Thyroid-Stimulating Hormone Levels and Incident Depression

Results From the ELSA-Brasil Study

Ana C. Varella; Isabela M. Benseñor; Carolina C.P.S. Janovsky; Alessandra C. Goulart; Marina G. Birck; Itamar S. Santos; Andre R. Brunoni; Paulo A. Lotufo


Clin Endocrinol. 2021;94(5):858-865. 

In This Article


The final sample of 11,986 participants provided available information for both thyroid function levels and depression at baseline and follow-up. Mean age was 51.5 years, and 51.2% (n = 6096) were women; 1.4% (n = 169) had subclinical hyperthyroidism; 5.7% (n = 677) had subclinical hypothyroidism; and 92.9% (n = 11,050) were euthyroid individuals.

Table 1 shows the population characteristics according to quintiles of TSH. Those with higher TSH (Q5) levels were more frequently white-skinned, less frequently current smokers had slightly higher BMI and were older.

Table 2 shows the Poisson regression models. Overall, we found a significant association between low TSH levels and higher incidence of depression after 4 years of follow-up comparing the 3rd and 1st TSH quintiles. Results remained significant after adjustment for sex, age, race, education, BMI, smoking, alcohol consumption, use of antidepressants/benzodiazepines, kidney function and comorbidities (adjusted RR = 1.36, 95% CI 1.02–1.81). This association remained significant for women (adjusted RR = 1.64, 95% CI 1.15–2.33), but not for men (adjusted RR=0.94, 95% CI 0.57–1.56) in stratified analyses according to sex. When restricting the analysis to euthyroid participants (Table 3) we found similar results: a significant association between low TSH levels (within the normal range) and incident depression comparing the 3rd with 1st TSH quintiles (adjusted RR=1.46, 95% CI 1.08–1.99). It remained significant for women (adjusted RR = 1.63, 95% CI 1.12–2.38), but not for men.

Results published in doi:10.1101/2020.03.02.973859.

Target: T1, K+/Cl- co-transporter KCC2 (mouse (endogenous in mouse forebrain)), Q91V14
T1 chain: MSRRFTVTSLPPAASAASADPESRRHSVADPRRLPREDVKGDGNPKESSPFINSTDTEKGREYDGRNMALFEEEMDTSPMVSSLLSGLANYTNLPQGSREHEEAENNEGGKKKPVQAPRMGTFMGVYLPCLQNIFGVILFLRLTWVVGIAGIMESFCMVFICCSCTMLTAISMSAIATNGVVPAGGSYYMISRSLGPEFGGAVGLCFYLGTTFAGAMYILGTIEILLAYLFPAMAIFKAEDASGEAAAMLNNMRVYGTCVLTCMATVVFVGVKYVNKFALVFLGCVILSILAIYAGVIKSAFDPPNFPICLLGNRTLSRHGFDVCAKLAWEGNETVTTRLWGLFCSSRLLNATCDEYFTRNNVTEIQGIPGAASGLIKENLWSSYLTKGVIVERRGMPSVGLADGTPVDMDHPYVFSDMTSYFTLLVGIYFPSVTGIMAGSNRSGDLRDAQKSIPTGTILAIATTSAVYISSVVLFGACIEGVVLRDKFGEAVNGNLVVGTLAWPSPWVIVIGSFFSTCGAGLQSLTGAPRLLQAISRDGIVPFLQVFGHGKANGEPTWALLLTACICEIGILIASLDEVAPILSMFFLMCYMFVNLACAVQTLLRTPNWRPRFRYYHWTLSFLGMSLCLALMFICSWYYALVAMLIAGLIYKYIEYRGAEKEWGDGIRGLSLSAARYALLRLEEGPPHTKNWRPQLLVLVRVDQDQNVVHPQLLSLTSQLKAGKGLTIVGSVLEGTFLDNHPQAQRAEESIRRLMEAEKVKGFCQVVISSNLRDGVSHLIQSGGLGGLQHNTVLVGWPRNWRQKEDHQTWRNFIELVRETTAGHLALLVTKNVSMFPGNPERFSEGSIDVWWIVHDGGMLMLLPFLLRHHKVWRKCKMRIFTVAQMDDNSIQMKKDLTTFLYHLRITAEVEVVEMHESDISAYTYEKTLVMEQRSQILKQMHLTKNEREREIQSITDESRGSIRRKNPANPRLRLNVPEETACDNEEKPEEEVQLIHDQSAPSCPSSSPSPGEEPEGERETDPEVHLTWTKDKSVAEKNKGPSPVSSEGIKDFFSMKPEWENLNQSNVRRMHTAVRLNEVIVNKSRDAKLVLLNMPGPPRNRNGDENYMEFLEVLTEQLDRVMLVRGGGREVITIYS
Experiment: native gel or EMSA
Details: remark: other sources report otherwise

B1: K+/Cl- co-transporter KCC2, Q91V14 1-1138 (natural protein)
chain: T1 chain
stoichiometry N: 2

In our supplementary analysis (not shown), changing the reference category to the 1st TSH quintile, we found a significant inverse association between high TSH levels and incident depression, even adjusting for covariates (adjusted RR = 0.71, 95% CI 0.53–0.96). It remained significant for women (adjusted RR = 0.67, 95% CI 0.47–0.95), but not for men. Conducting the same analysis among euthyroid participants, no association between normal TSH levels and incident depression was found for any participants and either sex. On analysis of TSH levels ≥10 mIU/L (not shown), no association was found for any participants or for women. But only 36 participants had TSH levels ≥10 mIU/L and no men with high TSH levels had depression at follow-up.

No association was found between thyroid dysfunction as a categorical variable and incident depression (not shown), for either subclinical hyperthyroidism (adjusted RR = 1.02, 95% CI 0.47–2.21) or subclinical hypothyroidism (adjusted RR = 0.86, 95% CI 0.56–1.34), even stratifying the analysis by sex.